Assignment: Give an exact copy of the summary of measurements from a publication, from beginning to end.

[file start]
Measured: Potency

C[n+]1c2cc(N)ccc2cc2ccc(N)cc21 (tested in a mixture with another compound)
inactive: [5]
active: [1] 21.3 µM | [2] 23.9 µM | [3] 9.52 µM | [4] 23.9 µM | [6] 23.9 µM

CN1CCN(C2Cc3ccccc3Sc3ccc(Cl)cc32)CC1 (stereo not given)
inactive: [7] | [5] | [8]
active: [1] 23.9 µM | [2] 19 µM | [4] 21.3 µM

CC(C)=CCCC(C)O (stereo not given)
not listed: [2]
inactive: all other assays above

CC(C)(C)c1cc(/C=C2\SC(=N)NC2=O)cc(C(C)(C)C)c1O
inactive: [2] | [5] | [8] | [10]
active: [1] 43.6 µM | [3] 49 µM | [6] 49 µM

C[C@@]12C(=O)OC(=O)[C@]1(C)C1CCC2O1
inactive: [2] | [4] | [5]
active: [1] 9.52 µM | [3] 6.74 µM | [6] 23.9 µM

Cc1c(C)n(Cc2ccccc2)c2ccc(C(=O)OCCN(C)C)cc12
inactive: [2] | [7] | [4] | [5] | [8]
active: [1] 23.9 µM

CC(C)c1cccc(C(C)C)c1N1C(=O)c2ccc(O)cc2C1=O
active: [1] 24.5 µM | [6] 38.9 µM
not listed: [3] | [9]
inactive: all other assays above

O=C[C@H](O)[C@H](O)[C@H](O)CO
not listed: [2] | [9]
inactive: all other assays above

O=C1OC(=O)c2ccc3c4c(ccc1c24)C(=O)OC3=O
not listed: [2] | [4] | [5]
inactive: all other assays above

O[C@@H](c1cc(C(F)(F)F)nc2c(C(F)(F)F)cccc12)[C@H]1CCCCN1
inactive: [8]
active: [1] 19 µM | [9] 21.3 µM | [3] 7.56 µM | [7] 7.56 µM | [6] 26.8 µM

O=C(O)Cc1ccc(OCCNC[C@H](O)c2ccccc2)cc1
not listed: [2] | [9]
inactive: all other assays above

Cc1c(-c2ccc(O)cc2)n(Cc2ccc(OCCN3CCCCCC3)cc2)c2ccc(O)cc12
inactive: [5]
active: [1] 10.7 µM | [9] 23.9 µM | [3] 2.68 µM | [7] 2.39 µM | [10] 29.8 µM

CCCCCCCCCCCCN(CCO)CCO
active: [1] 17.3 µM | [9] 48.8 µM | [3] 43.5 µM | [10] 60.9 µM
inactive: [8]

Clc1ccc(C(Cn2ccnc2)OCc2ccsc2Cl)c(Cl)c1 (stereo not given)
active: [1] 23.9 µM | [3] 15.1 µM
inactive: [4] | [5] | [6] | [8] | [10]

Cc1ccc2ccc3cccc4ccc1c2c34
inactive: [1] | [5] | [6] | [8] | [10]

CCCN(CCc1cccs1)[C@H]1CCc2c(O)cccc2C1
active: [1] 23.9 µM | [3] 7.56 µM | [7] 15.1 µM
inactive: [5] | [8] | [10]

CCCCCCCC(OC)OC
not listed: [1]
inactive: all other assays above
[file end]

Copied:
Measured: Potency

C[n+]1c2cc(N)ccc2cc2ccc(N)cc21 (tested in a mixture with another compound)
inactive: [5]
active: [1] 21.3 µM | [2] 23.9 µM | [3] 9.52 µM | [4] 23.9 µM | [6] 23.9 µM

CN1CCN(C2Cc3ccccc3Sc3ccc(Cl)cc32)CC1 (stereo not given)
inactive: [7] | [5] | [8]
active: [1] 23.9 µM | [2] 19 µM | [4] 21.3 µM

CC(C)=CCCC(C)O (stereo not given)
not listed: [2]
inactive: all other assays above

CC(C)(C)c1cc(/C=C2\SC(=N)NC2=O)cc(C(C)(C)C)c1O
inactive: [2] | [5] | [8] | [10]
active: [1] 43.6 µM | [3] 49 µM | [6] 49 µM

C[C@@]12C(=O)OC(=O)[C@]1(C)C1CCC2O1
inactive: [2] | [4] | [5]
active: [1] 9.52 µM | [3] 6.74 µM | [6] 23.9 µM

Cc1c(C)n(Cc2ccccc2)c2ccc(C(=O)OCCN(C)C)cc12
inactive: [2] | [7] | [4] | [5] | [8]
active: [1] 23.9 µM

CC(C)c1cccc(C(C)C)c1N1C(=O)c2ccc(O)cc2C1=O
active: [1] 24.5 µM | [6] 38.9 µM
not listed: [3] | [9]
inactive: all other assays above

O=C[C@H](O)[C@H](O)[C@H](O)CO
not listed: [2] | [9]
inactive: all other assays above

O=C1OC(=O)c2ccc3c4c(ccc1c24)C(=O)OC3=O
not listed: [2] | [4] | [5]
inactive: all other assays above

O[C@@H](c1cc(C(F)(F)F)nc2c(C(F)(F)F)cccc12)[C@H]1CCCCN1
inactive: [8]
active: [1] 19 µM | [9] 21.3 µM | [3] 7.56 µM | [7] 7.56 µM | [6] 26.8 µM

O=C(O)Cc1ccc(OCCNC[C@H](O)c2ccccc2)cc1
not listed: [2] | [9]
inactive: all other assays above

Cc1c(-c2ccc(O)cc2)n(Cc2ccc(OCCN3CCCCCC3)cc2)c2ccc(O)cc12
inactive: [5]
active: [1] 10.7 µM | [9] 23.9 µM | [3] 2.68 µM | [7] 2.39 µM | [10] 29.8 µM

CCCCCCCCCCCCN(CCO)CCO
active: [1] 17.3 µM | [9] 48.8 µM | [3] 43.5 µM | [10] 60.9 µM
inactive: [8]

Clc1ccc(C(Cn2ccnc2)OCc2ccsc2Cl)c(Cl)c1 (stereo not given)
active: [1] 23.9 µM | [3] 15.1 µM
inactive: [4] | [5] | [6] | [8] | [10]

Cc1ccc2ccc3cccc4ccc1c2c34
inactive: [1] | [5] | [6] | [8] | [10]

CCCN(CCc1cccs1)[C@H]1CCc2c(O)cccc2C1
active: [1] 23.9 µM | [3] 7.56 µM | [7] 15.1 µM
inactive: [5] | [8] | [10]

CCCCCCCC(OC)OC
not listed: [1]
inactive: all other assays above